I'm not sure which is more hectic:  The week of the first game of the season if it is on the road (leaving on Friday means one less day to get ready), or the home opener, where there's so much more to worry about than football.

But I can tell you which game day is longer.

As I said, lots more to worry about than football.  My day started at around 9:00, arriving at the office.  First thing (after grabbing some coffee) was to go over spotting charts.  Many schools use spotters.  We don't.  Gerald Broussard and I are fat guys and there's no room for anyone else in the booth.

A home game also means there are two venues and two sets of equipment to worry about.  Our normal broadcast equipment will need to get set up in the booth at Cajun Field and having the Tailgate Show actually downstairs with the fans means more setup as well.  Fortunately we had Ian Auzenne, who was responsible for set up and tear down.  But we needed to get everything he'd need put together, as well as double checking to make sure we had every piece of upstairs equipment (and there's a bunch of it) as well.  For Ian, it was a broadcast unit, phone lines, extension cords, banners and a tablecloth.  John Dugas at UL supplied the tent and the table and chairs which was a huge help.

Ops manager and 97.3 the Dawg morning show host Bruce Mikels showed up not long after.  He asked if there was anything he could do and I told him it was out of control.  Wanna know what this guy was there to do on a Saturday morning after all the hours he put in during the week?  He was there to load huge ice chests with beer and soft drinks so the Townsquare Media folks could tailgate and have a great time.  Well, I wasn't about to let him do that all by himself so I pitched in.  Six cases of beer and another seven of soft drinks and we were done.

Back to more review of spotting charts.  Also made sure everything was in my bag, including fact sheets, stats, the live copy book for our sponsors and everything else you need for a broadcast.

At 1:00 it was time to load up and head to Cajun Field.  Steve Peloquin brought the big cases and I brought the rest.  With the press box not open, we entered at the northwest corner of the stadium, where, for security reasons, our drivers license was recorded and our bags and cases searched.  Then we got upstairs and started the process of plugging all the wires into all the right places.  After that it was time to make sure everything was getting back to the studio as it was supposed to.

By 2:30 everything was done and Steve and I headed down to have some lunch with our friends at the Krewe de Chew.  It was, as always, pretty awesome.  Chocolate covered strawberries rock (thanks, Kate).  We visited with lots of folks and ate too much.

Then it was time to go to our setup, which is next to the M. L. "Tigue" Moore Field ticket office.  Everything was in place.  Signal checked out and we were connected to the studio.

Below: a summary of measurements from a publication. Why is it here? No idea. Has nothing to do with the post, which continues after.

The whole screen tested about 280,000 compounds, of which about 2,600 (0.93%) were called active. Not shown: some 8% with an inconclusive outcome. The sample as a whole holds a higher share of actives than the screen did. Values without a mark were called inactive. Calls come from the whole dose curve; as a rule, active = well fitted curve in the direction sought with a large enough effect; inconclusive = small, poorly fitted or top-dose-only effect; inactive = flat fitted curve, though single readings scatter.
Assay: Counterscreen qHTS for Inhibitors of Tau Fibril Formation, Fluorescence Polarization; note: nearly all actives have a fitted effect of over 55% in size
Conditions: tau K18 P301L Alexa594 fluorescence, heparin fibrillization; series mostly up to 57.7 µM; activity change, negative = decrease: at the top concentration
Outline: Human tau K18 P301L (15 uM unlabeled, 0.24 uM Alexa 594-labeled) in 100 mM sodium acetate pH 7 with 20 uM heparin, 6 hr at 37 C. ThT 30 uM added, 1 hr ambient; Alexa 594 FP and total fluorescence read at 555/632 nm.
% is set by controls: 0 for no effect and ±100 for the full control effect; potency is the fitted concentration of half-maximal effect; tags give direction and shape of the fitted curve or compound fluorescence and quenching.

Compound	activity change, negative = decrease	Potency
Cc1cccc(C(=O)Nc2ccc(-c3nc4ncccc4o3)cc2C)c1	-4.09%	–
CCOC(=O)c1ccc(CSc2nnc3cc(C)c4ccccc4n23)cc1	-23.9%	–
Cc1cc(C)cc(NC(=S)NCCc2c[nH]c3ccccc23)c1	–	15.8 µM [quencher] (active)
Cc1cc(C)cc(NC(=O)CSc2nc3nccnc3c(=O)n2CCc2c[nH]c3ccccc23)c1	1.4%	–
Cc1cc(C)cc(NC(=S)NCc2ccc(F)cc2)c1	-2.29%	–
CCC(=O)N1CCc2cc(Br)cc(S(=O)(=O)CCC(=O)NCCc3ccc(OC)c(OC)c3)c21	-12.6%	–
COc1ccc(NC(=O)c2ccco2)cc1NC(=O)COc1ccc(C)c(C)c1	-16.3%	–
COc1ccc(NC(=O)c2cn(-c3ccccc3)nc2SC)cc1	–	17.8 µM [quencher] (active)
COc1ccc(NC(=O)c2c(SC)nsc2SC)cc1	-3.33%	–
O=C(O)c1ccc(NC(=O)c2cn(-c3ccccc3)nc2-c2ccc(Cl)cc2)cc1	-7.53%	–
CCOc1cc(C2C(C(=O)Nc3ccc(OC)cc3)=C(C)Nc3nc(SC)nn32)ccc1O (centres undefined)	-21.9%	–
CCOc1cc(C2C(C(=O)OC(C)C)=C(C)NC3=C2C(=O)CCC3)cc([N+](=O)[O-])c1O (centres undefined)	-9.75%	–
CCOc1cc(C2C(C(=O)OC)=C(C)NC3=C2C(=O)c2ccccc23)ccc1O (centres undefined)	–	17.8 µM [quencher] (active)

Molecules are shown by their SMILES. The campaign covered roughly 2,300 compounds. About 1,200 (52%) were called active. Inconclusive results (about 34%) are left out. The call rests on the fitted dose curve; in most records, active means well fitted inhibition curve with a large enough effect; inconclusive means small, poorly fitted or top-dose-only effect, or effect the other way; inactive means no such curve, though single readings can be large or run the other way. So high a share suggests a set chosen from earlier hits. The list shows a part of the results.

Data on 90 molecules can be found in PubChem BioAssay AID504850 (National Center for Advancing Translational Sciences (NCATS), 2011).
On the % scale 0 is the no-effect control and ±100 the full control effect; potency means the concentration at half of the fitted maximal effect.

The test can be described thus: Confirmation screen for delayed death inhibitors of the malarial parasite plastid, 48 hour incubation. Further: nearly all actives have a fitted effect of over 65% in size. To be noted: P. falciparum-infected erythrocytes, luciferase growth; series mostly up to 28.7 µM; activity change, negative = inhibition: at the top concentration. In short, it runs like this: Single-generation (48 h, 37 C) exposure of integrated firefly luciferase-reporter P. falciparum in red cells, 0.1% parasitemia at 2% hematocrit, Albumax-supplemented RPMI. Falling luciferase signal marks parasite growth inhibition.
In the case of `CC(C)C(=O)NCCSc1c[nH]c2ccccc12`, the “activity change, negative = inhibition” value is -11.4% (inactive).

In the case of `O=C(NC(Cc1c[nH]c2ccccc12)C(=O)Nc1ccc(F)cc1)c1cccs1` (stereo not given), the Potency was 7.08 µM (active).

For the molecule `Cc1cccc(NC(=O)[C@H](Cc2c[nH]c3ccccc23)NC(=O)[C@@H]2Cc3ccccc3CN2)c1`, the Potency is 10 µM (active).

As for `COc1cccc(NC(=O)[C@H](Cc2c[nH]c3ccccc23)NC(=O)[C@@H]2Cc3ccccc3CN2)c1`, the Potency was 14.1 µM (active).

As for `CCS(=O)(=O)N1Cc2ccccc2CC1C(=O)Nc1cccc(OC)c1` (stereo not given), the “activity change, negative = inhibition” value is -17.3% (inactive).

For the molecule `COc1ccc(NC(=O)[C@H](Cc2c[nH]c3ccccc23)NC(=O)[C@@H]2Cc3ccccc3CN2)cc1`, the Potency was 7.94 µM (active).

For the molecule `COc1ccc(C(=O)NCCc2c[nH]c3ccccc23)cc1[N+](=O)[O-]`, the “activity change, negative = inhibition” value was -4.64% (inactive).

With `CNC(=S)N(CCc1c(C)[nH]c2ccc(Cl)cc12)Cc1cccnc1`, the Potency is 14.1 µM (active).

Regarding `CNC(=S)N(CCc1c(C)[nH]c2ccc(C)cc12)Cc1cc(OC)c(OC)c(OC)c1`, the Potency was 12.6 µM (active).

Gerald Broussard joined us about 3:15 and then went to see the Cajun Walk and visit with son John, who is the Cajuns' deep snapper.  With tailgating actually going on inside the "Tigue" there were former baseball players to say hello to.  Sport Voorhies stopped by.  So did Steven Feehan.  And I saw two of the Cajuns' all time best pitchers:  Phil Devey and Scott Dohmann.

At 4:00 it was showtime.

The transition from downstairs to the broadcast booth went smoothly.  I had my computer bag which had to be searched again.  That was easy.  There was no line at the elevator at the press box, so the world's slowest elevator wasn't a problem either.

Up in the booth while recorded segments were going on, I visited with quite a few folks, including Nicholls play by play man and my good friend, Mike Waggenheim.  And, I have to say, I was as impressed with the "Pride of Acadiana" as I've ever been.  Sounds like there's more brass than in past years, loved the new uniforms and the formation of the fleur de lis was outstanding..

Now, as I hope you've noticed over the years, we have a good time doing the broadcast.  It's an even better time when the Cajuns win.  But when a team is blowing the other out, simply calling the game isn't enough.  By the time the end of the third quarter came about, the starters were on the sideline and the score was lopsided.

We called each play during the fourth quarter, but in between the talk between G, Steve and I turned to food (imagine that), specifically gumbo.  Gerald said he cooked gumbo and his favorite was shrimp and okra.  (Now, I've eaten that but never cooked it.)  And, I found out something I didn't know.  Shrimp and Okra gumbo doesn't have a roux.  I was surprised and said so and I got two texts (and the next day, an email) saying Gerald was absolutely right.

And both G and I put our potato salad in our gumbo, not on the side.

By the time we got that resolved, we talked about next weeks' trip to Akron, where the high temperature on Saturday was going to be 61 degrees.

Now, after kickoff temps of 98 and 102 in the first two games, plus the heat and humidity of Saturday's home opener, the thought of 61 degrees really appeals to me.

Not your ole buddy Peloquin.  He texted "Caw Cat, we're going to the North Pole."  Steve, it is well documented, does not like cold weather.  And, with a 6pm kickoff, the temperature will not be 61 degrees.  And Steve is outside.  You can bet he'll bring every piece of winter clothing he owns on the trip.

After the game was over and the thirty minute postgame was completed, it was time to tear down equipment and get it all packed.  Finally we were ready to go.

When I got home, I wasn't finished.  The game story still had to be written for our website.  I did that and took a look at the clock.  11:15.

Hey, a fourteen hour day?  Piece of cake.

And, oh, by the way...that McGuire kid has a chance to be pretty good.